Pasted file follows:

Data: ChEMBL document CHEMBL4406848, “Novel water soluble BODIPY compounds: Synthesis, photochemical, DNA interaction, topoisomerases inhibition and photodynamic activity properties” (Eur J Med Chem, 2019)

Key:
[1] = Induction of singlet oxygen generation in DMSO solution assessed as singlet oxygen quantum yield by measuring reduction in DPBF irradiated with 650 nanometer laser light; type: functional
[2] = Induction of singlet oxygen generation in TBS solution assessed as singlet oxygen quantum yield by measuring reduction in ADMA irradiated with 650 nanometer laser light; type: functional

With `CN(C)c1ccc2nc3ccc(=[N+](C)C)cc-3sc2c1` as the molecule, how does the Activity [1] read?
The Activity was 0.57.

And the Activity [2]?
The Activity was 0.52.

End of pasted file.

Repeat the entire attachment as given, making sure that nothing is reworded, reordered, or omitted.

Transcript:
Data: ChEMBL document CHEMBL4406848, “Novel water soluble BODIPY compounds: Synthesis, photochemical, DNA interaction, topoisomerases inhibition and photodynamic activity properties” (Eur J Med Chem, 2019)

Key:
[1] = Induction of singlet oxygen generation in DMSO solution assessed as singlet oxygen quantum yield by measuring reduction in DPBF irradiated with 650 nanometer laser light; type: functional
[2] = Induction of singlet oxygen generation in TBS solution assessed as singlet oxygen quantum yield by measuring reduction in ADMA irradiated with 650 nanometer laser light; type: functional

With `CN(C)c1ccc2nc3ccc(=[N+](C)C)cc-3sc2c1` as the molecule, how does the Activity [1] read?
The Activity was 0.57.

And the Activity [2]?
The Activity was 0.52.